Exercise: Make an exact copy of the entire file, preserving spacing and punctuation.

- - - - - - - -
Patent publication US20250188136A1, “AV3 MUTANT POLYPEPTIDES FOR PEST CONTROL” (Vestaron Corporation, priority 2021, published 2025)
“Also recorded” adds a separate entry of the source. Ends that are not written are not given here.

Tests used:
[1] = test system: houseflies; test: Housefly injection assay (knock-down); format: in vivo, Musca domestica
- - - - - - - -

Patent publication US20250188136A1, “AV3 MUTANT POLYPEPTIDES FOR PEST CONTROL” (Vestaron Corporation, priority 2021, published 2025)
“Also recorded” adds a separate entry of the source. Ends that are not written are not given here.

Tests used:
[1] = test system: houseflies; test: Housefly injection assay (knock-down); format: in vivo, Musca domestica